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Sports Day

Everyone has a view on Sports Day. Too competitive, same children every year, girls should be competing against the boys, too many events, not enough races… It’s a difficult one to get right and you’re never going to please all of the people all of the time.

Our views are of course rooted in our own experience. For me, Sports Day was all about competing on the track. Children on one side, parents on the other, chanting children’s names as competitors ran by – and ribbons for the winners. It always frustrated me that I couldn’t get close to Fergus Robertson. Every year he did that thing where he shaped his hands like blades, cutting through the air to leave everyone in his wake.

I was never the fastest, but also not the slowest, usually just outside the ribbon positions. But sixth was ok as this was not my specialist event. I liked to think of myself as rather accomplished at egg and spoon, an event requiring discipline, balance and coordination. I liked the sack race, but was never sure whether to jump or run, with my feet wedged in the corners.

These days, Sports Day has hopefully moved on a bit, with a good balance between maximising enjoyment and participation, whilst ensuring there is some good, healthy competition. At Highgate Primary, the format for the first part of the morning is a carousel of events, with opportunities for everyone to have a go and compete against their peers. The highlight for me is the 400 metres race, where each race has something different to offer. It’s great to see how children’s attitudes towards running have changed since we introduced cross country club and ‘Run–a-Mile’, with pretty much every child running the full distance without stopping for breath. There were some incredible races with genuine sprint finishes, all run in a great spirit. We had one moment reminiscent of ‘Chariots of Fire’, where an early faller got back on his feet to come through the field to take gold. The stuff of champions – all that was missing was the slow motion action sequence to the music of Vangelis.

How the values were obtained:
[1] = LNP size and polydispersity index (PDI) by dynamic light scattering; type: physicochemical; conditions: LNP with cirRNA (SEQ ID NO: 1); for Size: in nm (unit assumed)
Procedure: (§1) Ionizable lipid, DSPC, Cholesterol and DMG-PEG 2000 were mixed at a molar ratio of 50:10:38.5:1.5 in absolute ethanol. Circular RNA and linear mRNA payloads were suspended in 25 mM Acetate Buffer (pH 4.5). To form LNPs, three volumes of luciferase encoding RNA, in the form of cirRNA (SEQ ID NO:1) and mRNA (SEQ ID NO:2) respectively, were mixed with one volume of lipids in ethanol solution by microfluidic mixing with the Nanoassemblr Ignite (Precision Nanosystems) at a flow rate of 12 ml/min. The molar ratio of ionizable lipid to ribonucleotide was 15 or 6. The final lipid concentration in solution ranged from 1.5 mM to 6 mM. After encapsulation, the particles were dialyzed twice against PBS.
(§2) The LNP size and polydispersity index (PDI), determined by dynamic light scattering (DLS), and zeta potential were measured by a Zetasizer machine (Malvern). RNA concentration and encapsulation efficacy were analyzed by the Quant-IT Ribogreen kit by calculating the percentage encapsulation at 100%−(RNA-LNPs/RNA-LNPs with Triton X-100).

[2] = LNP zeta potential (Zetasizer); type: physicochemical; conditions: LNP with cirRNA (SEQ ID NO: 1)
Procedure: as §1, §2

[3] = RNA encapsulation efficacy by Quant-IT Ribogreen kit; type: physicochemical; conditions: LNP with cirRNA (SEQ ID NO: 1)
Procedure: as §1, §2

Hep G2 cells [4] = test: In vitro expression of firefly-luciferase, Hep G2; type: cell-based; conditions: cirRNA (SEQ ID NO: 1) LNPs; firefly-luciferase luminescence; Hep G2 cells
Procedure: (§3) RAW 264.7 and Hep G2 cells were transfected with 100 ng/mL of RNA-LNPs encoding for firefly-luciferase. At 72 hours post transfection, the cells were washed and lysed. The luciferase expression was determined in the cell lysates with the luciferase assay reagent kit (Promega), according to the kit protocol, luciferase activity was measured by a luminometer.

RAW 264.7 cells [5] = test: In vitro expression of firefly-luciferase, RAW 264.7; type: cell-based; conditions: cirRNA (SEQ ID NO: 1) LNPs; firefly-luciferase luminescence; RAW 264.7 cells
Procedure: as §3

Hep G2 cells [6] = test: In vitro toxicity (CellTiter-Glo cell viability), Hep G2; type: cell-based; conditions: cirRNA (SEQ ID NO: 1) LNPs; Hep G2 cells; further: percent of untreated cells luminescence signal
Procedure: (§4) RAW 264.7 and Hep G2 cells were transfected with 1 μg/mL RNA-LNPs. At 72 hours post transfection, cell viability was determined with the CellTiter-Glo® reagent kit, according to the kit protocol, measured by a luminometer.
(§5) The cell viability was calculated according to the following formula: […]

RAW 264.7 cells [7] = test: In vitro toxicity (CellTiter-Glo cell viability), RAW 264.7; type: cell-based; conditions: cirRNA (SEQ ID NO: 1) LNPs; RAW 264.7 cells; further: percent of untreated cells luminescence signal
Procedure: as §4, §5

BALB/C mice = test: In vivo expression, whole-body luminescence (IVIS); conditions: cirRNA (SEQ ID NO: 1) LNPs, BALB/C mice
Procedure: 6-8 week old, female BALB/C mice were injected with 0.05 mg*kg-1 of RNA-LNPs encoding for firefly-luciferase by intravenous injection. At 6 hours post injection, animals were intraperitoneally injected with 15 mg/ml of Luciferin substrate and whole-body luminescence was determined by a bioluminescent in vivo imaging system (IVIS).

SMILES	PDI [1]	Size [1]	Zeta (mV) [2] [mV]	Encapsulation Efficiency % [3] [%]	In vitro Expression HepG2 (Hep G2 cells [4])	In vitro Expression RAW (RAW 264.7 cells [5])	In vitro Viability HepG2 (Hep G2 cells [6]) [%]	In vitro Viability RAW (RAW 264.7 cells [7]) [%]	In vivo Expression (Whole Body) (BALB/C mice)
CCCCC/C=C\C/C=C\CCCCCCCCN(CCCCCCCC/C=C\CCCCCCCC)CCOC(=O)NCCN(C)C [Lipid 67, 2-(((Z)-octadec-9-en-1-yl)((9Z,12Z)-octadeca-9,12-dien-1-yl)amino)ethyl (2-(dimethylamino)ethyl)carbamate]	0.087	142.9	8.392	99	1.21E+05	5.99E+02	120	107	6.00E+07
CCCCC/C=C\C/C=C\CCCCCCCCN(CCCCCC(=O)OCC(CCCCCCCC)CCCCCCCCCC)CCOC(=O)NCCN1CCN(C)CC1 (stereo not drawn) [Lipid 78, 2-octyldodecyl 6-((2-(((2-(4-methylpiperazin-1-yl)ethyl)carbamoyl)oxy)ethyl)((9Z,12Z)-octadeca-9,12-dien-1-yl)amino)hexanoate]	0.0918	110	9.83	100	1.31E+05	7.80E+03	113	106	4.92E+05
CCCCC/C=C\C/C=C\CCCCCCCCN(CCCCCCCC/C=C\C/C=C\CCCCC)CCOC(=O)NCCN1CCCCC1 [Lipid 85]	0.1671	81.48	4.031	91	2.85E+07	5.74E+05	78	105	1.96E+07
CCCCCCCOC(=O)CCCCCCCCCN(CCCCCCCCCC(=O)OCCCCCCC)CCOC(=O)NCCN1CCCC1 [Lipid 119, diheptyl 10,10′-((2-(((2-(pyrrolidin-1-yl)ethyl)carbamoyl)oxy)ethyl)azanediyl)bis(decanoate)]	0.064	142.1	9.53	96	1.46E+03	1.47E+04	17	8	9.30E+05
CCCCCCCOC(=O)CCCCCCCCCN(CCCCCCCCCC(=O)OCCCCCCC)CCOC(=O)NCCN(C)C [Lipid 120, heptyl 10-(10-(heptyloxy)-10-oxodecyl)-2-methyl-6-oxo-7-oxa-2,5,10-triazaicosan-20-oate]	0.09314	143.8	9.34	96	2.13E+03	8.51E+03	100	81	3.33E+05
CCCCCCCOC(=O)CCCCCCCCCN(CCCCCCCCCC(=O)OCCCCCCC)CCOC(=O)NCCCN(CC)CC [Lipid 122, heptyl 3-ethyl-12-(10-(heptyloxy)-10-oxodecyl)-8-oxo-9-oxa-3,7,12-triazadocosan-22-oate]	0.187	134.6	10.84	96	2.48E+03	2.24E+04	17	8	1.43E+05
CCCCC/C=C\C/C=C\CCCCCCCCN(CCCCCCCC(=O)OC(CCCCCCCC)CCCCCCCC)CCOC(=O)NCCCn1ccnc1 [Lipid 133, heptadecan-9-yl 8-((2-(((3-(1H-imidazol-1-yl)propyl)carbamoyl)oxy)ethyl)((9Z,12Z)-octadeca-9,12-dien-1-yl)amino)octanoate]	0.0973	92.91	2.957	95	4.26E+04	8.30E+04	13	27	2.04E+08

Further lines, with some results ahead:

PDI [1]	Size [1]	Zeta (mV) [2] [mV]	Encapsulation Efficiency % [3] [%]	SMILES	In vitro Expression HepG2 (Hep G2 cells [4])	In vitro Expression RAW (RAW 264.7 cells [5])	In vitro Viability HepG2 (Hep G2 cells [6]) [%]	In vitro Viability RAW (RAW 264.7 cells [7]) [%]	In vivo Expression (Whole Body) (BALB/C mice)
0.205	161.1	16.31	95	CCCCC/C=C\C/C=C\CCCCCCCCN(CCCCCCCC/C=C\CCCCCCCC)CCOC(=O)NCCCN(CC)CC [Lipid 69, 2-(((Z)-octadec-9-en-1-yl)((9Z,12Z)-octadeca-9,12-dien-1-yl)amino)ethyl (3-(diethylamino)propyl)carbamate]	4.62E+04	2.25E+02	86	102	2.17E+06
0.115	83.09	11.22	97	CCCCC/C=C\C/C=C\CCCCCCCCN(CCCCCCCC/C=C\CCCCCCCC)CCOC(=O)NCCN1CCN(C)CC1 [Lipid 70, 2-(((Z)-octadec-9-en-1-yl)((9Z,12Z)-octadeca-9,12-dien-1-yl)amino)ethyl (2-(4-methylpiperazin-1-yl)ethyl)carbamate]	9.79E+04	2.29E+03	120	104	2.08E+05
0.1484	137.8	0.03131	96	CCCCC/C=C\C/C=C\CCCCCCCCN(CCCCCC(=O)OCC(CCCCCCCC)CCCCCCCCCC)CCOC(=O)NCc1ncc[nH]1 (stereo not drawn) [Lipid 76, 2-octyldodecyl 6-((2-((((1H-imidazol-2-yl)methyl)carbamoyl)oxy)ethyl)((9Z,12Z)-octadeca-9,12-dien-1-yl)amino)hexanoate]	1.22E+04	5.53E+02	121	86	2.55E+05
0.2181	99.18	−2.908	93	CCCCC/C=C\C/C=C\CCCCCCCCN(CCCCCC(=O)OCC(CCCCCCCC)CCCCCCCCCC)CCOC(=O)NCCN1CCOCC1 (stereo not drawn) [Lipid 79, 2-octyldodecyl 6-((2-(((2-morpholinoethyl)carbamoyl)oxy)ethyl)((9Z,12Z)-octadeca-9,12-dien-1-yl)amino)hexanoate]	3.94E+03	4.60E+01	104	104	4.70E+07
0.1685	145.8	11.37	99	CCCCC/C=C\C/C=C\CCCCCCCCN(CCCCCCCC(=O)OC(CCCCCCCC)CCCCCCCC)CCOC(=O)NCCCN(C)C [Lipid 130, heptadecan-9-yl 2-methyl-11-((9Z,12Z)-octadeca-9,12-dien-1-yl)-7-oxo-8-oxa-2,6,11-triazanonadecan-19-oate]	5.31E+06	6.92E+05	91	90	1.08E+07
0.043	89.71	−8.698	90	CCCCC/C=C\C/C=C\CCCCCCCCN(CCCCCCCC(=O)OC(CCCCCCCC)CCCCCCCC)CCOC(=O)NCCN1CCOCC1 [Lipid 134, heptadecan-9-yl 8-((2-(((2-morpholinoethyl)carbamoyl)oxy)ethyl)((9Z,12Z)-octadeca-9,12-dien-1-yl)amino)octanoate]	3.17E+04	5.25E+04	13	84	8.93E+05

Then, after everyone had competed in these events, it’s the sprint finals. This is the moment that some of our pupils live for. It’s the highlight of their year, their chance to shine, their chance to tear down the track and be able to say that they are the fastest boy or girl in their year. It matters.

The parents’ races were as fiercely competitive as ever, with some very talented sprinters on display. It’s always interesting to note the parents’ footwear. Turning up to Sports Day in running spikes is a definite statement of intent!

But no Sports Day is complete without the teachers’ race. Standing on the start line, children lining the track, it all comes back. There was no Fergus Robertson, but I knew I was never going to get close to our young sports stars: John, Alpha, Rob, Alberto and Hannah. 30 years older than this lot, my ambitions are more realistic these days, happy to get down to the other end without embarrassment or injury. Once again I was pleased with my 6th place. I’d taken part, tried my hardest and enjoyed myself, which after all, is what sport is all about.

William